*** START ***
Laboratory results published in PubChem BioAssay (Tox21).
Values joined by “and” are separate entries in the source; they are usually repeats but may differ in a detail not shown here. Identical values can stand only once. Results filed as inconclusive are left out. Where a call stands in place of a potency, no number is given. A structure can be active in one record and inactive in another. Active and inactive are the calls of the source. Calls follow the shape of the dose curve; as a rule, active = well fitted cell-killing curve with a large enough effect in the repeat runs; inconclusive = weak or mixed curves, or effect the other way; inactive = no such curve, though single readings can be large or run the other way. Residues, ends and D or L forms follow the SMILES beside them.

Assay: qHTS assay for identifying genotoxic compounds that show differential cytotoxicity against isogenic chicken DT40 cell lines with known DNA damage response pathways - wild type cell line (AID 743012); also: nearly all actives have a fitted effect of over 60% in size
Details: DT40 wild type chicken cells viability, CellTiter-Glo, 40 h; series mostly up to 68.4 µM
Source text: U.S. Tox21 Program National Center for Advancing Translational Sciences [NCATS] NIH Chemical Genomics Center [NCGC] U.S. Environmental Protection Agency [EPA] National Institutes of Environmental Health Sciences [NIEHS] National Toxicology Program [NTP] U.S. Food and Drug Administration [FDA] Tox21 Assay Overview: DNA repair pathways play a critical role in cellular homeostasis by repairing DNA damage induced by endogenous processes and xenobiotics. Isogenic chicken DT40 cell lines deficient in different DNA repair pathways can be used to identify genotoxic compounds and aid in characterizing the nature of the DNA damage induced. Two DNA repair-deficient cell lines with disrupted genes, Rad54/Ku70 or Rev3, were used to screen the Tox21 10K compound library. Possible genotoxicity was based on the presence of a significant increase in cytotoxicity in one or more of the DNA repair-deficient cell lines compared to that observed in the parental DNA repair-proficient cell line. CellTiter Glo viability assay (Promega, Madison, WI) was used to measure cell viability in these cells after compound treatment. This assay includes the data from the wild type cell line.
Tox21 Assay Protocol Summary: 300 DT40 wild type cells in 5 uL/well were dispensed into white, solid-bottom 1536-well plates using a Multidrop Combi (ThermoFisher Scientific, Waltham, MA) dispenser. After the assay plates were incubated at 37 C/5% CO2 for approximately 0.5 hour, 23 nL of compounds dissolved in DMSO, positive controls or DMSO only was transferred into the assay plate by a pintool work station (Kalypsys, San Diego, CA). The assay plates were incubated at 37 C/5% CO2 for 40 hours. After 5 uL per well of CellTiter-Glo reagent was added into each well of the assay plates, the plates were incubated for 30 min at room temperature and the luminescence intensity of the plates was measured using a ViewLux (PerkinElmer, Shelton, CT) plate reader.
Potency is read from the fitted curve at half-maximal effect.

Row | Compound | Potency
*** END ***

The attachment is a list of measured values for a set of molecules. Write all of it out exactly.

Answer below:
Laboratory results published in PubChem BioAssay (Tox21).
Values joined by “and” are separate entries in the source; they are usually repeats but may differ in a detail not shown here. Identical values can stand only once. Results filed as inconclusive are left out. Where a call stands in place of a potency, no number is given. A structure can be active in one record and inactive in another. Active and inactive are the calls of the source. Calls follow the shape of the dose curve; as a rule, active = well fitted cell-killing curve with a large enough effect in the repeat runs; inconclusive = weak or mixed curves, or effect the other way; inactive = no such curve, though single readings can be large or run the other way. Residues, ends and D or L forms follow the SMILES beside them.

Assay: qHTS assay for identifying genotoxic compounds that show differential cytotoxicity against isogenic chicken DT40 cell lines with known DNA damage response pathways - wild type cell line (AID 743012); also: nearly all actives have a fitted effect of over 60% in size
Details: DT40 wild type chicken cells viability, CellTiter-Glo, 40 h; series mostly up to 68.4 µM
Source text: U.S. Tox21 Program National Center for Advancing Translational Sciences [NCATS] NIH Chemical Genomics Center [NCGC] U.S. Environmental Protection Agency [EPA] National Institutes of Environmental Health Sciences [NIEHS] National Toxicology Program [NTP] U.S. Food and Drug Administration [FDA] Tox21 Assay Overview: DNA repair pathways play a critical role in cellular homeostasis by repairing DNA damage induced by endogenous processes and xenobiotics. Isogenic chicken DT40 cell lines deficient in different DNA repair pathways can be used to identify genotoxic compounds and aid in characterizing the nature of the DNA damage induced. Two DNA repair-deficient cell lines with disrupted genes, Rad54/Ku70 or Rev3, were used to screen the Tox21 10K compound library. Possible genotoxicity was based on the presence of a significant increase in cytotoxicity in one or more of the DNA repair-deficient cell lines compared to that observed in the parental DNA repair-proficient cell line. CellTiter Glo viability assay (Promega, Madison, WI) was used to measure cell viability in these cells after compound treatment. This assay includes the data from the wild type cell line.
Tox21 Assay Protocol Summary: 300 DT40 wild type cells in 5 uL/well were dispensed into white, solid-bottom 1536-well plates using a Multidrop Combi (ThermoFisher Scientific, Waltham, MA) dispenser. After the assay plates were incubated at 37 C/5% CO2 for approximately 0.5 hour, 23 nL of compounds dissolved in DMSO, positive controls or DMSO only was transferred into the assay plate by a pintool work station (Kalypsys, San Diego, CA). The assay plates were incubated at 37 C/5% CO2 for 40 hours. After 5 uL per well of CellTiter-Glo reagent was added into each well of the assay plates, the plates were incubated for 30 min at room temperature and the luminescence intensity of the plates was measured using a ViewLux (PerkinElmer, Shelton, CT) plate reader.
Potency is read from the fitted curve at half-maximal effect.

Row | Compound | Potency